For over 15 years, Lexicon Branding has been conducting research and continually gathering data about how various features of words impact people’s perceptions, mostly in the field of sound symbolism. Our research in this field covers languages from across the globe and has led to the creation of successful brands like Dasani, Swiffer, and Febreze. In this new study, we investigated ways that spelling rather than sound contributes to a brand name’s character.

Google logoA couple things triggered our interest in spelling variation: One factor was the popular informal use of respelling in words like boyz, dawg, and kewl. Another was the intuition that Google looks a lot friendlier than Gugle.

Gugle logoWhat makes Google such a friendly-looking, fun-sounding name? Sounding like funny words such as giggle, wiggle, oodles, goo, and ogle certainly helps. Another endearing thing about the name Google is its spelling. The company’s founders report that they based the name on googol, a term used by mathematicians for a very large number. The founders add that they misspelled it.

Googol logoSince both Larry Page and Sergey Brin have Ph.D.’s from Stanford, we assume they’re kidding about the misspelling. But we in branding can learn a lesson from their wisdom: spelling matters.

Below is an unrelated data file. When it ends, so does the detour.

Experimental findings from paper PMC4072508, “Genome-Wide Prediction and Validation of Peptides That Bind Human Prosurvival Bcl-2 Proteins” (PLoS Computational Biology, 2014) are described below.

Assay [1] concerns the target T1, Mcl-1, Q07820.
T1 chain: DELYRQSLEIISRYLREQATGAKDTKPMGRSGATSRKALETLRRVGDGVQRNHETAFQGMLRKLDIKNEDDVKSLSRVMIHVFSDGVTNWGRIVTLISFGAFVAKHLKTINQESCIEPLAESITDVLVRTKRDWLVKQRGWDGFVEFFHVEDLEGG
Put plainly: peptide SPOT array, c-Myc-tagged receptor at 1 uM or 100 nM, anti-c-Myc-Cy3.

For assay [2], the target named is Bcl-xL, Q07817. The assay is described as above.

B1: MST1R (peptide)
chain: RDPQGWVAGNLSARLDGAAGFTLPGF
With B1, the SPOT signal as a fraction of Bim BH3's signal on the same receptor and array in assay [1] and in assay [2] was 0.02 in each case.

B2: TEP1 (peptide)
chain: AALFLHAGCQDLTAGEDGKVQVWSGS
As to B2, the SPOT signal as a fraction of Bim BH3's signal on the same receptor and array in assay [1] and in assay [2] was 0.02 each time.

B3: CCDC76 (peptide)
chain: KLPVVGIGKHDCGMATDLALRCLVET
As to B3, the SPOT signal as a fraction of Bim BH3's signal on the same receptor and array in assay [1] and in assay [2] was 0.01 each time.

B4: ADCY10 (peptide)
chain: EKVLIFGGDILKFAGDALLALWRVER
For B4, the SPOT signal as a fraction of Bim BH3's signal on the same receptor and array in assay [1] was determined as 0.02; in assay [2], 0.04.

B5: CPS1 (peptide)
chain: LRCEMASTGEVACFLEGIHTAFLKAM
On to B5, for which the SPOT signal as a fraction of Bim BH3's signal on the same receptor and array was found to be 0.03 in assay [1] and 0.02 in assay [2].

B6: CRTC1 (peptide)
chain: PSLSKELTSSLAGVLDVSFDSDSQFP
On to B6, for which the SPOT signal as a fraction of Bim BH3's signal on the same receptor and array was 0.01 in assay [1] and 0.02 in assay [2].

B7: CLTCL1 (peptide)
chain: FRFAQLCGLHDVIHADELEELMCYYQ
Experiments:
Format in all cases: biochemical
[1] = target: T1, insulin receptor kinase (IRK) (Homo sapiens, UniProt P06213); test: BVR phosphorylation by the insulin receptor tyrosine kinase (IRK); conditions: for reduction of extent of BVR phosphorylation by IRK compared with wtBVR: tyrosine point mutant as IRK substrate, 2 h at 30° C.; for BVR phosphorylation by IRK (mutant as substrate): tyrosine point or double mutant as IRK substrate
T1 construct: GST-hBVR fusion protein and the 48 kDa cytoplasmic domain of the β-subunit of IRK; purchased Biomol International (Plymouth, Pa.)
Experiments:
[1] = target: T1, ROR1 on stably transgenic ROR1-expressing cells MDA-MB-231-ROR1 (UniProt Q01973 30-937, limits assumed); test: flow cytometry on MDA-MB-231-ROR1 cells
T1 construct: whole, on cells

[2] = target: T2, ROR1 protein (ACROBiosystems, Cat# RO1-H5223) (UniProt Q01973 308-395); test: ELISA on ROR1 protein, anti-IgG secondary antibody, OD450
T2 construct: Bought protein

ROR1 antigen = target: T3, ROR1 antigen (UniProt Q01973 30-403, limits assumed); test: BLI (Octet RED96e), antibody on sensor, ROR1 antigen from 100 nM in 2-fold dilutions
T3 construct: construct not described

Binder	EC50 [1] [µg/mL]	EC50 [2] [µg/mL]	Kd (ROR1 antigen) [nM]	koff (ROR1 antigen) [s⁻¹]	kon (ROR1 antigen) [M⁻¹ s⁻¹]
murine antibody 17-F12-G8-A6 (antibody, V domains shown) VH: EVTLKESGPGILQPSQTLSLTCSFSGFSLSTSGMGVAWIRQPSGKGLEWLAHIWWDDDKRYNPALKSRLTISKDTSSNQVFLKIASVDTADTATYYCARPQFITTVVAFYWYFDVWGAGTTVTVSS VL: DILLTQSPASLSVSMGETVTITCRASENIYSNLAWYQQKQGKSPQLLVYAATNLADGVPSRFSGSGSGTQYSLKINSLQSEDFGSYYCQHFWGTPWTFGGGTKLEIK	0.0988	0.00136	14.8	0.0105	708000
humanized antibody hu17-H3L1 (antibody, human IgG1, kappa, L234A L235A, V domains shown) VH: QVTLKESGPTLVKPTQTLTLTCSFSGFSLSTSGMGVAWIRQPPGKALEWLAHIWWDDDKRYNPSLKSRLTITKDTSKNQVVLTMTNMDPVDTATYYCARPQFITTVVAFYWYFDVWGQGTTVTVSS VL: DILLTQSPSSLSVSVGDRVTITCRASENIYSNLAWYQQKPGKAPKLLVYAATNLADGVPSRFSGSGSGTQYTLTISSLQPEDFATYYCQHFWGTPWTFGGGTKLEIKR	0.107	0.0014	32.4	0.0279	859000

Googol looks imposing and foreign. Google looks approachable—lovable, even. Around 60 English words end in gle (the exact number varies depending on which dictionary you consult). Almost none end in gol (some dictionaries list only googol). No wonder Google seemed more familiar even the very first time we saw it.

There’s more. Compare Google with the hypothetical name Gugle. Googling the latter actually turns up quite a few results, but the search engine’s creators actually had a choice between the two spellings Google and Gugle, and chose the first. Why, given that the two spellings have the same pronunciation? The oo – innocently repetitive, looking like an interjection, appearing in very common words – looks like fun, while u simply doesn’t.

Bearing in mind simple insights such as these, we designed a study to test several hypotheses about spelling. After surveying over 500 English speakers in the US on their views about a variety of coined names, we discovered that some spelling variations consistently and reliably communicate specific attributes.

The survey elicited respondents’ reactions to several pairs of fictitious brand names, each pair differing in one aspect of spelling – for example, a single vs. a double t somewhere in the name. The answers showed reliably that, among other things, products whose names had double letters were significantly more apt to be judged as having more features and capabilities. This means that people are likely to believe that a new smartphone called Zepp will have a more robust set of features than one called Zep.